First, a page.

Tuesday was a big day for poker fans. Online games are back, and the first virtual cards have been dealt.
In 2011, the Nevada Legislature passed online regulations, and more than 20 companies have been licensed. Ultimate Poker was the first one to get up and running.
Previously, the online sites were unregulated and were banned by Congress in 2011. Now, Nevada is the first state to have online poker, completely regulated.
"It's a really big deal because it marks the return of trust to the online gaming environment," said Tobin Prior with Ultimate Gaming, which developed Ultimate Poker.
Prior said people can now play without fear of being scammed.
"There are 50 million people in America who love playing poker, and the only options they've had are unregulated sites or offshore, where their funds haven't been protected, where their children haven't been protected, where their data hasn't been protected. Today, all that changes," Prior said.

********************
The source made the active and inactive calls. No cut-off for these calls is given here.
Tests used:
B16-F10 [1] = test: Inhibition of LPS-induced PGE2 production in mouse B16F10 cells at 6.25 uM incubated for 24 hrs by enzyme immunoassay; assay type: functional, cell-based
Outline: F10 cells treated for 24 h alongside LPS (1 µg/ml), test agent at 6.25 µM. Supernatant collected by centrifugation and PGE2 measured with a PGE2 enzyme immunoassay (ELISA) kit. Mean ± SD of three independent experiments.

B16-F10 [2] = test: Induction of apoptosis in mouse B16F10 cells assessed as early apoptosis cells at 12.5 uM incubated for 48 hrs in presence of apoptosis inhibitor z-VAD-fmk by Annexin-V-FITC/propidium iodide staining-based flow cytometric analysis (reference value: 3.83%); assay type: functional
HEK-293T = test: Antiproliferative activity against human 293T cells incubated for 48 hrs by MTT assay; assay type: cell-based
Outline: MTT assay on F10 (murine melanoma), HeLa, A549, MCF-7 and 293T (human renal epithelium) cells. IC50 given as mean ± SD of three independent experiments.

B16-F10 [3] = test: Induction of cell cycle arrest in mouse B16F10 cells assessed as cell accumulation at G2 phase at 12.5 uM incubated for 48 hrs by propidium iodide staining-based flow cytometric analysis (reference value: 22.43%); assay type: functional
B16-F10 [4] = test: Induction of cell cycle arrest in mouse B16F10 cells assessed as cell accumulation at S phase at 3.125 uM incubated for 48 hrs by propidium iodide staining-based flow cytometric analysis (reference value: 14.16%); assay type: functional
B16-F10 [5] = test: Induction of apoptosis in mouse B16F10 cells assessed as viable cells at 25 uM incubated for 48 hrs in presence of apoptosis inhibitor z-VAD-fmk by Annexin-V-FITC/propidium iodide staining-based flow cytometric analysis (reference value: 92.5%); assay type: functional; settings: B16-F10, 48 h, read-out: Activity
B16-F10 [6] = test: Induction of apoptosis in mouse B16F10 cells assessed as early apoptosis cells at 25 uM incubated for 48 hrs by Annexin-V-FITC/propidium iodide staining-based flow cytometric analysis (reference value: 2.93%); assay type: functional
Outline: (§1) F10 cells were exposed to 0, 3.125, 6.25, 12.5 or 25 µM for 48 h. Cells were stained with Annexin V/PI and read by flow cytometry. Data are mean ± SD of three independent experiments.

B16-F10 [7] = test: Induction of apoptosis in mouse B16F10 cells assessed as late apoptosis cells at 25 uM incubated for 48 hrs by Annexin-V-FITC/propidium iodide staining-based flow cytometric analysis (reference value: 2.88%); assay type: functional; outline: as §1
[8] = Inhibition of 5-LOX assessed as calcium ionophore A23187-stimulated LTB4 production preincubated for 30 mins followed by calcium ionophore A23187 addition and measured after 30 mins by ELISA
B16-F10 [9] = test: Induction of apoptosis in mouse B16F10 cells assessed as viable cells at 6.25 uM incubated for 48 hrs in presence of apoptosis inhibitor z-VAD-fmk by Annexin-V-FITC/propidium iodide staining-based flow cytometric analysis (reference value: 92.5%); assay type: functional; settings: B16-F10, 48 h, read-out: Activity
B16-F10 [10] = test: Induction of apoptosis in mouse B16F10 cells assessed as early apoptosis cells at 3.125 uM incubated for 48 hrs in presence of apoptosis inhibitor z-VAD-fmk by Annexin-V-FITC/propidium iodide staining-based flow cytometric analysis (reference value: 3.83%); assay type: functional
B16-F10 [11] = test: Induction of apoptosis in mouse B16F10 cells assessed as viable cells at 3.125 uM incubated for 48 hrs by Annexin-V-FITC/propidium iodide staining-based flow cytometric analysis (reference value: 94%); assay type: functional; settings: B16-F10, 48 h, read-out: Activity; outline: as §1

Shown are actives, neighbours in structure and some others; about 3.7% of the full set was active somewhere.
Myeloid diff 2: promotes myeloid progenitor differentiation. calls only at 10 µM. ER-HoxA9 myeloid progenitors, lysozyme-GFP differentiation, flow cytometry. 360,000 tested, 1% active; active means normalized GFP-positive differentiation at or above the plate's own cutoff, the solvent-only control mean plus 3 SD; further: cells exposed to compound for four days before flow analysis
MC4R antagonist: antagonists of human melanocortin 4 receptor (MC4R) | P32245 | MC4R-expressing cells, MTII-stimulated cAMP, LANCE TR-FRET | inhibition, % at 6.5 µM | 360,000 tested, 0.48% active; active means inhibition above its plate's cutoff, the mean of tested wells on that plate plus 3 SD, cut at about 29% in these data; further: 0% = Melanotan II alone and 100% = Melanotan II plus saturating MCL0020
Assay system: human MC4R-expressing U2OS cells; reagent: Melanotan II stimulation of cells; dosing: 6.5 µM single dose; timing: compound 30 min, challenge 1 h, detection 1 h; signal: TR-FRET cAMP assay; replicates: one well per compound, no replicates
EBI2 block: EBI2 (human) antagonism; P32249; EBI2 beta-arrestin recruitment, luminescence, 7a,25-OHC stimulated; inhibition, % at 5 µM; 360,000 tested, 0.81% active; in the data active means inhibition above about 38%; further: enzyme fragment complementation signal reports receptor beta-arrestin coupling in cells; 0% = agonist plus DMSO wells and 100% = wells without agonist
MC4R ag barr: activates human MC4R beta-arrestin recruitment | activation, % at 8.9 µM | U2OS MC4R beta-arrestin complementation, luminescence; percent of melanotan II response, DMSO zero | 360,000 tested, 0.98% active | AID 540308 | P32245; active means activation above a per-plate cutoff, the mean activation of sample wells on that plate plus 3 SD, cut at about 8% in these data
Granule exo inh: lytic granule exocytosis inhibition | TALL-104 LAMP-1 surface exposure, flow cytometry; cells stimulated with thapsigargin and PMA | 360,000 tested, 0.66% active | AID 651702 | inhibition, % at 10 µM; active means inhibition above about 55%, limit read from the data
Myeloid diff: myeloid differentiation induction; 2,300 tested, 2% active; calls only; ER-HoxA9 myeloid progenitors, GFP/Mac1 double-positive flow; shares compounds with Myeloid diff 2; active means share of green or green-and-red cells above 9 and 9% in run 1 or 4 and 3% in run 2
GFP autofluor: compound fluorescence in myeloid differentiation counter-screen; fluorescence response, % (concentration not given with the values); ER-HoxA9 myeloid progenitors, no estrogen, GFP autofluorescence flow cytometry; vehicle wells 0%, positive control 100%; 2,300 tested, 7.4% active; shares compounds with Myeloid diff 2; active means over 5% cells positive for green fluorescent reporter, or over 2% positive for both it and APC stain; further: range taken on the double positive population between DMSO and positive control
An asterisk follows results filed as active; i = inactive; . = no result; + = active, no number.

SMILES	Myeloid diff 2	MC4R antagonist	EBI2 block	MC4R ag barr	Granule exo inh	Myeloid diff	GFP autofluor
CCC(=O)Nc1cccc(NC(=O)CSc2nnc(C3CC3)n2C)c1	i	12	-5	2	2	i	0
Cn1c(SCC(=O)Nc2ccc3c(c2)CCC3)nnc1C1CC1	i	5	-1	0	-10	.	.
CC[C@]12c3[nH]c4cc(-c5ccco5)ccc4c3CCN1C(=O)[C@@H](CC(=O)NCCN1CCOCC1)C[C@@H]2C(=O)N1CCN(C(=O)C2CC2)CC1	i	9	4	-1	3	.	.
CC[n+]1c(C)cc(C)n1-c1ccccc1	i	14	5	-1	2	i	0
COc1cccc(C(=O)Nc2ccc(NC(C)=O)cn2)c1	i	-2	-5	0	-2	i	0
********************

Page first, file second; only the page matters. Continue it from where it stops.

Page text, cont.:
Nevada law says players must be 21 and in Nevada while playing. Ultimate Gaming designed technology to make sure that's the case. The company is co-owned by Station Casinos and the UFC.
It's expected online poker will boost the local economy.
"States need revenue, and this is going to be a source of tax revenue. It's also going to be a job creator. We're hiring people each and every day here in Las Vegas," said Ultimate Gaming's Tom Breitling.
Players can buy in online or may put money in and withdraw from accounts at any Station Casinos property.
Gaming expert David Schwarts said the online aspect could actually boost poker revenues at properties.
"In the 2000s, when online poker first took off, we saw visits to poker rooms increase. So it actually helped the live poker rooms. We may see the same effect now," he said.
Nevada is so far the only state to pass regulated online gaming. New Jersey and Delaware are reportedly close to following suit. Congress could pass legislation to legalize it nationwide.
Currently, Ultimate Poker is only available on a PC.
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